Inside Scoop: Samsung's S4 lost in translationIn this Inside Scoop, CNET's Kara Tsuboi and Kent German digest the recent announcement of Samsung's Galaxy S4 smartphone. Hear why the phone's features won't be enough to lure iPhone users and how the Korean company appears to misunderstand the American...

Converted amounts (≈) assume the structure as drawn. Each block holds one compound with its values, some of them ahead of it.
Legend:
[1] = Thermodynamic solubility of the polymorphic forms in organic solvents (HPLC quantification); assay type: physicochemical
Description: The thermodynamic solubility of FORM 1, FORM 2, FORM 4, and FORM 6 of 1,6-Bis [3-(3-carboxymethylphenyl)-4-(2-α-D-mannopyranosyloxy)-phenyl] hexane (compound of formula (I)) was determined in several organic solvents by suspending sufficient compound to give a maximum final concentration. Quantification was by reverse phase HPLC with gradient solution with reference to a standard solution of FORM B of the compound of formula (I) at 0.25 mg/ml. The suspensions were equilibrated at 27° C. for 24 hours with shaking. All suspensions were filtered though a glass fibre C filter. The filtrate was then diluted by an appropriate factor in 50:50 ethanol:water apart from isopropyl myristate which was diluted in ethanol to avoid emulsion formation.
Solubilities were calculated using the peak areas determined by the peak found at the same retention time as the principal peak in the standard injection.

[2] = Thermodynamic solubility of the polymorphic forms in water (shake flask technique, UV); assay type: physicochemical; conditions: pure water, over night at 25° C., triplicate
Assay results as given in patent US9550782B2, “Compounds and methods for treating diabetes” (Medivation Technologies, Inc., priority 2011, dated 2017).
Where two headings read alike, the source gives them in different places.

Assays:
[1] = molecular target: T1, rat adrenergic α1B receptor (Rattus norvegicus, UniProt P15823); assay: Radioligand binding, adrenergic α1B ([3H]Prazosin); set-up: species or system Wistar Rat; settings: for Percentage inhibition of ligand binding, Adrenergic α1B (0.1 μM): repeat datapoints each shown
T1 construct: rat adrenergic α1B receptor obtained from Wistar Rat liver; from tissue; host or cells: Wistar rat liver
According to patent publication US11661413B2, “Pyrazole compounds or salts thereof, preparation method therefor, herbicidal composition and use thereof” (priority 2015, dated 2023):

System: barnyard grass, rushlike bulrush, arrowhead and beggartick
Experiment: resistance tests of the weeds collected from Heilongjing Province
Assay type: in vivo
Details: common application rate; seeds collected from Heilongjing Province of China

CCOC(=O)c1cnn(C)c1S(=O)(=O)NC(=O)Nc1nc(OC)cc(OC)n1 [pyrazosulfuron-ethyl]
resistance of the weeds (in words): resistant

-Hey everyone. And welcome to the Inside Scoop, I'm CNET's Kara Tsuboi joined by Senior Managing Editor Kent German. And today, Kent and I are talking all about the Samsung Galaxy S4 which is just announced on Thursday of this week. So we know a lot about the phone already-- -We do. -The specs, the features, the size and all that but I'm more curious to hear your thoughts on where this phone falls in the landscape of smartphones. -Well, Samsung has done a good job of having its Galaxy S line, I mean, the image of it has been a little convoluted 'cause they some really low-end Galaxy models. But the Galaxy S-- that's their flagship brand. Everybody knows it. Everybody is familiar with the device. The Galaxy S3 was very popular and successful. And with this device, you know, it's not a huge step forward on the Galaxy S3 but it is taken that phone inching that little throw in almost every spec [unk] getting the screen a little bigger. It's a nice little push forward for them and I think it's gonna be very successful. -As far as the S3 users, is it worth them breaking contract to get this phone? -Yeah, probably not. I mean, you know, it depend on what kind of deals the carriers are for if they come back and they say well, maybe we can extend your contract and we'll still give you money off possibly. But I don't think on the outside, not really. -An outside of the whole Android family, is it worth people jumping platforms? I mean, do you really see iOS users hopping over to get their hands on the S4? -No I don't. I mean, I think-- if maybe but, you know, some of these really committed iOS, they always have been, they're probably always going to be. So I don't see this phone in particular making someone switch over to Android. -I think it's really difficult to talk about the S4 release without talking about yesterday's announcement. There is roughly, what 45 minute hour long spectacle for lack of a better word. -Yeah. It's a good word. -What are your thoughts on that, that whole, you know, dog and pony show and what that really says about the company and the audience are going after? -Well, you know, Samsung is always sort of done this theatrical performance thing. You know, few years ago at CES, they had a little kid running around on a wolf's head and talk about using the devices at home and that was very bizarre. And a few years ago at Mobile Congress, they had dancers and trapeze artists, so they've already sort of trying to throw in this theatrical aspect to its performance or to its press conferences. And, you know, they really can't go the root of maybe what Apple would do just having a couple of execs they're talking about the phone 'cause they may be criticized for being boring so I think Samsung is trying to do something different. I don't think yesterday was quite what may should have done as far as some of the performances on stage but it's a very Samsung to do what they did yesterday. Little bizarre, tried to be a little crazy but maybe the execution not really what it should be. -Do you think it really resonated with their target audience? -Well, I don't think that-- I don't know what their target audience is I guess-- perform this presentation. -Good point. Yeah. -I was looking at it at the same-- This phone really is for everybody. I mean, I've seen these review. Our first take we say, it's for people that really wanna high-powered Android phone and it's for people that isn't. So I don't think the phone has a clear target market right now and from yesterday's presentation, I don't know who they're going for. -Samsung is a Korean company so perhaps there's something lost in translation. -Sure there is. I mean, there's always, you know, you're talking about a company that's born and bred in Korea and they're incredibly powerful in Korea and, you know, they do have to transfer that sort of corporate image in the different cultures. And there's-- you know, that's gonna be for-- with complications and so, I think we might have seen a little bit of that yesterday. -Yeah. Well, let's hope that the phone speaks for itself. -Yeah, I hope so 'cause presentation [unk]. -Senior Managing Editor Kent German. I'm Kara Tsuboi. Thanks for watching the Inside Scoop.